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    I find it easy to have compassion for those who make the world shittier with their fundamentalism. It's just so sad that the world could be better, but their narrow minds won't let it. Of course that isn't the only emotion I feel about it, there is also hatred and disgust.
     
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  7. wynn ˙ Valued Senior Member

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    Actually, I think he has given you a very good answer, considering your circumstances then. Back then, you were pursuing two mutually exclusive paths: on the one hand, you were in training to kill people, and on the other hand, you pursued the path of non-violence. But apparently, you were not aware of how contradictory your pursuits were.



    There are some standards instructions in the Pali Canon for this:

    http://www.accesstoinsight.org/tipitaka/an/an05/an05.161.than.html

    http://www.accesstoinsight.org/tipitaka/an/an05/an05.162.than.html

    http://www.accesstoinsight.org/tipitaka/an/an10/an10.080.than.html
     
  8. Thoreau Valued Senior Member

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    I appreciate your response. Thank you!
     
  9. kwhilborn Banned Banned

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    This Religion sprouted while Catholics were the government and military throughout many lands. The Catholics Conned their way into ruling Rome which had already acquired Egypt as a province. In the First Crusades They Captured Germany and France. They were a "Kill them all and let god sort them out" mentality.

    Trivia
    Is "Kill them all and let god sort them out"
    a) a USMC Motto
    b) A Catholic edict
    c) A funny leftist t-Shirt slogan.

    It is actually Catholic. A monk who was an Emissary from the pope said it in France, "Kill them all, God will know his own" was the original translation with the same meaning. They were attacking a Christian City where some were Catholic and others were Cathars. Cathers were Christian but did not recognize the pope as leader. Pity for them. It would be like your local Catholic church attacking a United church down the block and killing everyone (Men, Women, and children), and letting god sort them out. Remember that the United Church being attacked also has Catholic Men, Women, and Children, and the entire city praised Jesus.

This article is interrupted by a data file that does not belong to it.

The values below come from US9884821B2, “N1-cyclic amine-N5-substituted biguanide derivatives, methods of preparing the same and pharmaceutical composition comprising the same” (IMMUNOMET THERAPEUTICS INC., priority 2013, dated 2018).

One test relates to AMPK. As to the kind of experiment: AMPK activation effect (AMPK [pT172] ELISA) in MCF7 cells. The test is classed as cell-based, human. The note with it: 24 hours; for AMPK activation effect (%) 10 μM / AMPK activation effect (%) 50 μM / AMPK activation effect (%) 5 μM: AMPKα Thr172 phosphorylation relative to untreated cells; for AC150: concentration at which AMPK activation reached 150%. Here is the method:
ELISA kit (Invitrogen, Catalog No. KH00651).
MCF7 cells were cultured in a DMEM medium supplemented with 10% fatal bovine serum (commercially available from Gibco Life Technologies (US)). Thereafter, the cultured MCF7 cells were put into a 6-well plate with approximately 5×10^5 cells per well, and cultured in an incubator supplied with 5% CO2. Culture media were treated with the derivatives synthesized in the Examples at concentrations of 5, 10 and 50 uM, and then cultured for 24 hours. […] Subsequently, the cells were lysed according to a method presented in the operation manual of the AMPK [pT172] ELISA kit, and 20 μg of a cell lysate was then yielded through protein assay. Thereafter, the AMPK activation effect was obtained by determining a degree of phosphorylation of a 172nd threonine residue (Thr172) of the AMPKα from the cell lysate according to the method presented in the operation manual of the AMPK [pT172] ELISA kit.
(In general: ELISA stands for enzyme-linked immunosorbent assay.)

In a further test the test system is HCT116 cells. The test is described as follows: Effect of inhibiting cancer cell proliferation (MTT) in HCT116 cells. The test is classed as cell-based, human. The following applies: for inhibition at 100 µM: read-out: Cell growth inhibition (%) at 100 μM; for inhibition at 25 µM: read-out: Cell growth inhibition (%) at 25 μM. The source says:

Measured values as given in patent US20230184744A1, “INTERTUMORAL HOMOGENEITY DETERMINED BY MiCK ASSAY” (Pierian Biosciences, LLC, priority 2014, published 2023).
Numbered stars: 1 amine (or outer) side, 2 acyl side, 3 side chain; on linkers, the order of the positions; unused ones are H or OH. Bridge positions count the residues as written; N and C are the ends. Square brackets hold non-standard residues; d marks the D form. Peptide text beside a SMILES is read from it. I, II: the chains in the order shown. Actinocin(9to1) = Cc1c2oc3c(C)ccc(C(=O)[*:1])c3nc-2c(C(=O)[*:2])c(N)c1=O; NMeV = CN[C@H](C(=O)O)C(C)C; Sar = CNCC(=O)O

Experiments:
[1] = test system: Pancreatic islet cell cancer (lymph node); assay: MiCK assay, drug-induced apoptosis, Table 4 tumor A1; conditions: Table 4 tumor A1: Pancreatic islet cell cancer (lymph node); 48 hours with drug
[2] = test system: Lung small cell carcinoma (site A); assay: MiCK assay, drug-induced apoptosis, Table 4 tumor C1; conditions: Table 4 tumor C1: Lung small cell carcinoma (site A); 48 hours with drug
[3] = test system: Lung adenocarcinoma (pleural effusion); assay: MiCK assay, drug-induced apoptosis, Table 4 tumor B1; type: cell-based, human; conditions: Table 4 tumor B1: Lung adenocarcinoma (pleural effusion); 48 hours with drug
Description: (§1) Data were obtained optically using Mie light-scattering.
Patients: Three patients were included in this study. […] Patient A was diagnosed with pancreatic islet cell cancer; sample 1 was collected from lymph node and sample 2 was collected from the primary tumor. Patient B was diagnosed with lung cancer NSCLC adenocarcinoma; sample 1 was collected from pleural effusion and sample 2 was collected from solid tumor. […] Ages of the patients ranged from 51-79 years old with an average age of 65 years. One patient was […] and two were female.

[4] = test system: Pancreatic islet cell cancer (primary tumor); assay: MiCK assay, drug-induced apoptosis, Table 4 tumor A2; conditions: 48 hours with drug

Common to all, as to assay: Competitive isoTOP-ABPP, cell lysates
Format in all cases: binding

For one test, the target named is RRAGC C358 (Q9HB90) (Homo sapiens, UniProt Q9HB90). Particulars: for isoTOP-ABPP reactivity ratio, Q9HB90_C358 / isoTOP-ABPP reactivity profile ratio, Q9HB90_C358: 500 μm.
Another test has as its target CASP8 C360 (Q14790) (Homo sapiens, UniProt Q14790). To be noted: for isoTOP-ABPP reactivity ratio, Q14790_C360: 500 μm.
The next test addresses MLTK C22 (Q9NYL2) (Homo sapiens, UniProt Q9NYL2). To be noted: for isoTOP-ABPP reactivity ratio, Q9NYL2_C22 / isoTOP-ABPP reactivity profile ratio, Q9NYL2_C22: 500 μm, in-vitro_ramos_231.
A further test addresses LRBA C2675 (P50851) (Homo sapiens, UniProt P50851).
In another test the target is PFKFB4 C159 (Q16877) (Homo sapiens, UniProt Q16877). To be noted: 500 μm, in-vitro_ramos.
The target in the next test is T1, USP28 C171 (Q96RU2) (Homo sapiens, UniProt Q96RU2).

History has tamed the Catholics and everyone has forgotten the many Crusades and Inquisitions and millions of deaths they caused in Gods name, and we must look at Islam and say "What a horrid Religion". It was the Catholics who battled them many times that made them have war clauses in their beliefs. When Salidar retook Jerusalem for the Muslims he was much more merciful than the Catholics had been. The Catholics killed everyone and blood was rumoured to be knee deep on the horses (check google). Salidar at least sold the Catholics as slaves which seems much ,more merciful if you ask me. I'd rather be a servant than butchered.

    I don't understand why everyone does not hate Catholics. Seriously. They were HORRID!

    I also do not recognize any wars in gods name or the religions that partake. I would be Buddhist first followed by Hindu second. Hindu does fit with my belief systems quite well.

    You should never meditate on war. Try to meditate instead on peace.
     
  10. Stoniphi obscurely fossiliferous Valued Senior Member

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    Uh, not so much.

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    Buddhism, like Christianity, has many different incarnations. While there are those who attach to a small set of antique principles or blinder themselves into a tightly defined definition of "Buddhism", I assure you that Buddhism is actually a vast set of religions, philosophies and beliefs.